Photo of the Week - April 29, 2012

Beetle tracks on sand dune
Juniper Dunes Wilderness Area
Near Pasco, WA

April 29, 2012
Juniper Dunes Wilderness is located NE of the Pasco, WA. It is the only Wilderness area in Washington State managed by the Bureau of Land Management (BLM). The 7,000 acre wilderness area preserves the northernmost stands of western juniper.

On the surface, Juniper Dunes seems like a desolate area of sand, scrub and sagebrush. Looking closer, it is teeming with all manner of life, from insects and reptiles to birds, porcupines, deer and gophers. On our visit, we noted a wide variety of tracks in the sand. Among the most common tracks were beetles. The beetles we saw ranged from .25 inch to over 1.5 inches.

During April and May, Juniper Dunes is in bloom with a variety of desert adapted wildflowers.

If you choose to go, be sure to check out the BLM website. Juniper Dunes is surrounded by private farmland and access is limited.

darkling beetle
 Douglas' Brodiaea
Triteleia grandiflora

The brodiaea, a member of the lily family, has a cluster of pale blue tubular flowers at the top of a long, slender stalk. These perennials bloom April – June, depending on location.

Click here to see an aerial view of Juniper Dunes Wilderness from the University of Montana's site.

Photo of the Week - April 23, 2012

Apple Blossom

Seattle, WA
April 23, 2012

Photo of the Week - April 21, 2012

Rough-skinned newts mating
Taricha granulosa

McLane Creek Nature Trail
Olympia, WA
April 21, 2012

Rough-skinned-newt populations are among the five most-common amphibians in Washington, and also one of the easiest to find and identify. They are up to 8 inches long and are brown with bright orange bellies.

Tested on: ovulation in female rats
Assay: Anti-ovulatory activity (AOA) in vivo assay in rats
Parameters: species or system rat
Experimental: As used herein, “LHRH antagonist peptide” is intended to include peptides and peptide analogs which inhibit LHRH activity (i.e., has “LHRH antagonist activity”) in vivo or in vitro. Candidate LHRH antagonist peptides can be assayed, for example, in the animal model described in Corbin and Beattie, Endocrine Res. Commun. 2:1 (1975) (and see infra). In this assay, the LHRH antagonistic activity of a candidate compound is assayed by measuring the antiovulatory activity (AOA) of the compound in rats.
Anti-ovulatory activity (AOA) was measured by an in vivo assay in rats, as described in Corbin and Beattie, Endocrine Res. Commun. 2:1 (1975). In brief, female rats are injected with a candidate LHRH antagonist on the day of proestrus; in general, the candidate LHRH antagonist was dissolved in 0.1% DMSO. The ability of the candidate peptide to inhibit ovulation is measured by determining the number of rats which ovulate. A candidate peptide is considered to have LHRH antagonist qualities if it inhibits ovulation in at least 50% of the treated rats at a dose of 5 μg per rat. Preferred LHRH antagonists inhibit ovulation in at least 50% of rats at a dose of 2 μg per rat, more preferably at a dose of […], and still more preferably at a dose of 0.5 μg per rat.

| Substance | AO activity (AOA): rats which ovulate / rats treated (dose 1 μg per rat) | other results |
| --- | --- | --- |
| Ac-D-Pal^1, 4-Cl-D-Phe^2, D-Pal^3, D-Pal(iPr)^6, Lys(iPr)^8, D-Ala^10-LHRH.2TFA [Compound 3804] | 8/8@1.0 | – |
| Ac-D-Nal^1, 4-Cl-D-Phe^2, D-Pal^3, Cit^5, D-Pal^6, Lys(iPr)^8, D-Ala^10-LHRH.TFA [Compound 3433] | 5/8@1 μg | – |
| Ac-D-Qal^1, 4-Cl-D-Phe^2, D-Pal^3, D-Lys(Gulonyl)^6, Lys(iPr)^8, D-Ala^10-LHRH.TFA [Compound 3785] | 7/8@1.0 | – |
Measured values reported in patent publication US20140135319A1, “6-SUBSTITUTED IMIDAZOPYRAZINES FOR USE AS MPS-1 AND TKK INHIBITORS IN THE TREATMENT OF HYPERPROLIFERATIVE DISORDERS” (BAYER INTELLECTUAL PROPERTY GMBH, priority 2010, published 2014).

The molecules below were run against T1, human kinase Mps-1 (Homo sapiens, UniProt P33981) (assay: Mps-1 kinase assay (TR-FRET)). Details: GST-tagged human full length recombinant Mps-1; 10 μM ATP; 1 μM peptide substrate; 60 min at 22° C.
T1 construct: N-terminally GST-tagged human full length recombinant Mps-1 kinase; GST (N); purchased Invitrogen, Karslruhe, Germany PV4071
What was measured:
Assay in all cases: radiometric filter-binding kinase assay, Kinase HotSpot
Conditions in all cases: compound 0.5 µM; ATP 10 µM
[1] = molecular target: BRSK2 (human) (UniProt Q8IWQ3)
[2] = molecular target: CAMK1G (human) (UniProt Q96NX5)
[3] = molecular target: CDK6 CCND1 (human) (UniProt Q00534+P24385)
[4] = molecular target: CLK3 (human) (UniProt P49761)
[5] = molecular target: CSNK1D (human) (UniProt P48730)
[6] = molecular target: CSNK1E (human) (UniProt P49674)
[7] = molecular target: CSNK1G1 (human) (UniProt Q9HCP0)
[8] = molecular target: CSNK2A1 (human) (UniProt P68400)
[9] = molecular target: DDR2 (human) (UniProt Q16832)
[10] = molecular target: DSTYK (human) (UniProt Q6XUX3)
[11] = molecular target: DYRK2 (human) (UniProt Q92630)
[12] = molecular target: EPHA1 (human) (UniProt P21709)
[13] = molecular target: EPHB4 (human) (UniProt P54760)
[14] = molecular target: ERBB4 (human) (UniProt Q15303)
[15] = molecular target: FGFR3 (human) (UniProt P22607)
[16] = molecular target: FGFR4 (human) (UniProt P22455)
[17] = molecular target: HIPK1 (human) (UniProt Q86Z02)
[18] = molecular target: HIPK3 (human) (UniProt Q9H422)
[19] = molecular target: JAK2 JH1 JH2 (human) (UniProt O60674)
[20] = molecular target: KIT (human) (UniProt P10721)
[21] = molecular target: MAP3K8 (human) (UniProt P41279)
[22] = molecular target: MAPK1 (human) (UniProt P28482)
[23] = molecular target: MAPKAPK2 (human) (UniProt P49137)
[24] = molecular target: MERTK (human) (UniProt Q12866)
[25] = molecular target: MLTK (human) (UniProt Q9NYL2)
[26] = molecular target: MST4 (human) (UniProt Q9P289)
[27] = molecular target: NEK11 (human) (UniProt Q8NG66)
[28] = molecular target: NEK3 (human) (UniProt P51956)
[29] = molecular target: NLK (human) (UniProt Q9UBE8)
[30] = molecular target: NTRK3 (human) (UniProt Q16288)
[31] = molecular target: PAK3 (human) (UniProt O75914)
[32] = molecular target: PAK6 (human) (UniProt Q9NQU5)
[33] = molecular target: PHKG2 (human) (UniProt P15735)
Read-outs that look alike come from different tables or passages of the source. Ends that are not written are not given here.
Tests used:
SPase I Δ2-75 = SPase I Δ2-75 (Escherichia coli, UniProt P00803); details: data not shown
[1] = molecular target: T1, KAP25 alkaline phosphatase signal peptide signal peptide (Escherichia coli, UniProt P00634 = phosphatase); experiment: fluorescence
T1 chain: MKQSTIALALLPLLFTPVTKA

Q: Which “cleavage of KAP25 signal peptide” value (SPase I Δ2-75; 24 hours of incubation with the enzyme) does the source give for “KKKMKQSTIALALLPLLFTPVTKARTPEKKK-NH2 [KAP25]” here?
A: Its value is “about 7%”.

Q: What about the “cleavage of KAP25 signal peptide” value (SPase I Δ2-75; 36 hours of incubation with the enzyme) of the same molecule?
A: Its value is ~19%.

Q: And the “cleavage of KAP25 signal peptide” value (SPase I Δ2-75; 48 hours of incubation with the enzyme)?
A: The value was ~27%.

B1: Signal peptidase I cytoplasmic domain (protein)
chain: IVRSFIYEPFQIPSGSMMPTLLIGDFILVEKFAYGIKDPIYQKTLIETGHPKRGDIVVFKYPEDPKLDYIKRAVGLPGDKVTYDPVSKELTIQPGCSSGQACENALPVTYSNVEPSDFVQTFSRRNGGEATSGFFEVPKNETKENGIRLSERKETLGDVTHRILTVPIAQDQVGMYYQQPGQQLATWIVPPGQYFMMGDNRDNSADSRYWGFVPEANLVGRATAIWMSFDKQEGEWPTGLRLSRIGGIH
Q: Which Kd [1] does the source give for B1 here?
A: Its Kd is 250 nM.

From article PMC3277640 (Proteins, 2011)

They are active above ground and visible during the day. Rough-skinned newts return to the same pond each breeding season.

According to an article in the Seattle Times:
The deceptively cute newt: 'You don't want to kiss them' -
Lynda V. Mapes, Seattle Times, February 24, 2003

Their homing instinct is remarkable: In one experiment, every newt transported in a light-tight bucket more than a mile from their home pond found the way back within a year, said Bill Leonard, an endangered-species biologist for the National Marine Fisheries Service.

Once at the pond, males patrol the shore for females. So hair-trigger ready are they for breeding that if a stick is tossed in their path, the males will approach it to see if it is a mate, said Robert Storm, professor emeritus at Oregon State University.

A single female approaching the breeding pond can be swarmed by dozens of males, creating a wiggling wad of newts big as a softball.

Courtship is an elaborate and lengthy affair.

The male grasps the female behind her front legs and crawls on her back, locking onto her and holding her tight for hours, underwater, where the two breathe through their skin.

Afterward, the male walks in front of his mate — underwater. As he walks along in the shallows, she follows closely, picking up jellied packets he has left topped with a dollop of sperm.

She stores the sperm inside her reproductive tract until she lays her eggs. The fertilized eggs are deposited one at a time on subaquatic vegetation.

Larvae hatch out within about a month, depending on water temperature. They emerge equipped with tiny, feathered external gills, giving them a space-alien appearance. The newts spend the spring and summer swimming about and chowing down on larvae and other tiny fare.

By August, their feathered gills have been re-absorbed to tiny nubbins and the newts have grown lungs and nostrils. They head to the uplands and the forest with the coming of the autumn rains.

Rough-skinned newts hunt their food, walking the forest floor and wagging their heads from side to side in search of snails, small slugs, insects and other invertebrates, which they bag with their sticky tongues.

Living three to 10 years, newts can be found in surprising density: Leonard remembers collecting 500 newts in one trap on one night at Fort Lewis.